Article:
Show a rail to the table leg to determine the amount of reveal you’d like. (Many tables’ rails are not flush to the legs but are recessed a bit.) To envision how far the mortise should be from the leg’s outside face, you can set your mortise chisel to it. Typically, the mortise is approximately centered on the rail’s thickness. Mark the mortise position onto the leg with your knife and set your mortise gauge to scribe the lines. It is common practice to allow the gauge lines to run a little past the bottom mortise line, so don’t bother trying to make a perfect stop there. If you’ve resisted buying a mortise gauge, you really ought to remedy that. You can easily modify an old beater marking gauge – two nails filed to knife edges can be adjusted with pliers to perfectly match your mortise chisel width.
I love using a low “staked” bench for mortising, as did many period chairmakers, because this puts me right on top of the work and in line with the chisel. Often, they sat directly on the workpiece, which freed them from the inconvenience of setting holdfasts. I like the simplicity of this method, but I must not have enough posterior padding because I haven’t found it very comfortable balancing on one little leg. Sitting on all four legs at once isn’t too bad, though. I plan to experiment with these methods further.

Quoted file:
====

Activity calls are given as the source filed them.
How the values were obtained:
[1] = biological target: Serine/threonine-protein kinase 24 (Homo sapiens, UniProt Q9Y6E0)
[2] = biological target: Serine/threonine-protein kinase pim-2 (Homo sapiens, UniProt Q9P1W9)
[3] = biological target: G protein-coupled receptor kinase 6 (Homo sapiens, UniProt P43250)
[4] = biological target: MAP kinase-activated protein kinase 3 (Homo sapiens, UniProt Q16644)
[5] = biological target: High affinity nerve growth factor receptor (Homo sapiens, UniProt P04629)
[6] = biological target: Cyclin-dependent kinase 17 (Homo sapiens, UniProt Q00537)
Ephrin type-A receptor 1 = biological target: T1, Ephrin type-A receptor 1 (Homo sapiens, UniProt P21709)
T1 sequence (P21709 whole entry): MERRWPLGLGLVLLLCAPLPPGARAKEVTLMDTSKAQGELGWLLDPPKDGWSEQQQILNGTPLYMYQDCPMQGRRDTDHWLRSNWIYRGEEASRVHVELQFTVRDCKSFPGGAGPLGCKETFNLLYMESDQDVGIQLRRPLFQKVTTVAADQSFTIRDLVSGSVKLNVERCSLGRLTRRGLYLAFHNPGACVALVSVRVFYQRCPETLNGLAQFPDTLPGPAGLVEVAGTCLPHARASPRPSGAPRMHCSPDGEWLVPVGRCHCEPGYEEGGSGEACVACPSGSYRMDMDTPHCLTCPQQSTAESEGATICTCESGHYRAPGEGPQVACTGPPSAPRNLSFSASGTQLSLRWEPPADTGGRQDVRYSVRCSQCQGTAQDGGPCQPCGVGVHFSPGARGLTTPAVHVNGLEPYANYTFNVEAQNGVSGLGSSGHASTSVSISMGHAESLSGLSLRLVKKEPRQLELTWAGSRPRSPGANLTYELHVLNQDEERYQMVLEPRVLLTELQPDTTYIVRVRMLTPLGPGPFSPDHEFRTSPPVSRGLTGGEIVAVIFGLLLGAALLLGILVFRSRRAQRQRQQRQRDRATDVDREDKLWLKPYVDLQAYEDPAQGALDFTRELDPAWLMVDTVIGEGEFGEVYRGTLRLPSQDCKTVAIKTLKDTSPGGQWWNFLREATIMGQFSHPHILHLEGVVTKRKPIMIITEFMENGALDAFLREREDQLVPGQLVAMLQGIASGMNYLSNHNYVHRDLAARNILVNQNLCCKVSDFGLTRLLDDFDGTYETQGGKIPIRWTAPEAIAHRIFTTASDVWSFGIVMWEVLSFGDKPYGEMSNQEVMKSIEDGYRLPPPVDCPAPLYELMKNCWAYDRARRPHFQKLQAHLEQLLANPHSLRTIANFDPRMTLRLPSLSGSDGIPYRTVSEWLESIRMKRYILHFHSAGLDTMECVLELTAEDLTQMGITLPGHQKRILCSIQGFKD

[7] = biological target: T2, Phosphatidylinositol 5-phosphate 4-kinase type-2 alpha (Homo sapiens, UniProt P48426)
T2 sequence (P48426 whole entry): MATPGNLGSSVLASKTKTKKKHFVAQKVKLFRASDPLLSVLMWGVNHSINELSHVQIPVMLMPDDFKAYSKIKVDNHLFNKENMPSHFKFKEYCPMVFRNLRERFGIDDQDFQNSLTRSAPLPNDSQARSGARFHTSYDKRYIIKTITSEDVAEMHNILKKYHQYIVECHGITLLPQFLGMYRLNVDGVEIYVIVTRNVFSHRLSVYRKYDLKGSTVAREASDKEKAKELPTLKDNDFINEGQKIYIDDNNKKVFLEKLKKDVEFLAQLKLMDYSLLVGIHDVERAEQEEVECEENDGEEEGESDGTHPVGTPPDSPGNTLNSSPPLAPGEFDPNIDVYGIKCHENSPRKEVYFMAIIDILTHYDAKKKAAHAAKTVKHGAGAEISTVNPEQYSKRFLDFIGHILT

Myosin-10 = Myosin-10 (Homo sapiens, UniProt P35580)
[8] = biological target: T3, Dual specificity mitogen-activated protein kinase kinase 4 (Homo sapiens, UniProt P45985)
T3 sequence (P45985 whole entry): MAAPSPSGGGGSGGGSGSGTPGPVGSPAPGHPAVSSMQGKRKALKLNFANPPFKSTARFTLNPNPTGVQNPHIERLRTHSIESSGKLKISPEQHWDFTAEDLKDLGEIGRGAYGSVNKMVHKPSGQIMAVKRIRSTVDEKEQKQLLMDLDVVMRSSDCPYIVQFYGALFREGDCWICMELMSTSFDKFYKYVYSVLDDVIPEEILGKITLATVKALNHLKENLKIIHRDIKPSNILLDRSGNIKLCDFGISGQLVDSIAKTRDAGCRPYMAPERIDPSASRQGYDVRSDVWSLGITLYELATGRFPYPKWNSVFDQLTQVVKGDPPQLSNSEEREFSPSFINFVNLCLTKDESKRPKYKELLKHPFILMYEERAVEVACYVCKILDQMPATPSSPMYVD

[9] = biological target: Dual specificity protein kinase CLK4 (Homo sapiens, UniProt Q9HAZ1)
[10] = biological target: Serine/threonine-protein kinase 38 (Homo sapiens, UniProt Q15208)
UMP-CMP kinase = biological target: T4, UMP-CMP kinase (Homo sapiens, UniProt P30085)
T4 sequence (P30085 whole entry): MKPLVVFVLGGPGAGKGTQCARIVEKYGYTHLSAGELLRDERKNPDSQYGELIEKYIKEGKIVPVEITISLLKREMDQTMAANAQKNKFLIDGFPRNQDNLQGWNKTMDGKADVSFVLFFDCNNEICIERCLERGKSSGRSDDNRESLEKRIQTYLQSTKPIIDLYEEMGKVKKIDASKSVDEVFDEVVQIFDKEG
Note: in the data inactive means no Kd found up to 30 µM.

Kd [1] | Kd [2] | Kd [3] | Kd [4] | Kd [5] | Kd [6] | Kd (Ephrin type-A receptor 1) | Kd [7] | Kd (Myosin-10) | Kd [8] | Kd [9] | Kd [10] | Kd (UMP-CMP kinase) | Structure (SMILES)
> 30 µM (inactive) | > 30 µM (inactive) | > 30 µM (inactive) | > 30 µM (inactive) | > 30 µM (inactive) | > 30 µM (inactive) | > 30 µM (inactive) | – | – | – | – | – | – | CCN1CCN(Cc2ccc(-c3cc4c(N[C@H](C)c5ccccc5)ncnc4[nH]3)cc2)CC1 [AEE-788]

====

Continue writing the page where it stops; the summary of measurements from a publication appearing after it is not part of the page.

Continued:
When I mortise sitting down like this, I like to start on the end of the mortise closest to me and progressively move backward with the bevel facing toward me. When the chisel is facing the other way, I’m forced to put the mallet into my chest. It’s one of those little things that makes a noticeable difference.
–Joshua A. Klein, excerpt from “The Artisan’s Guide to Pre-industrial Table Construction,” in Issue Four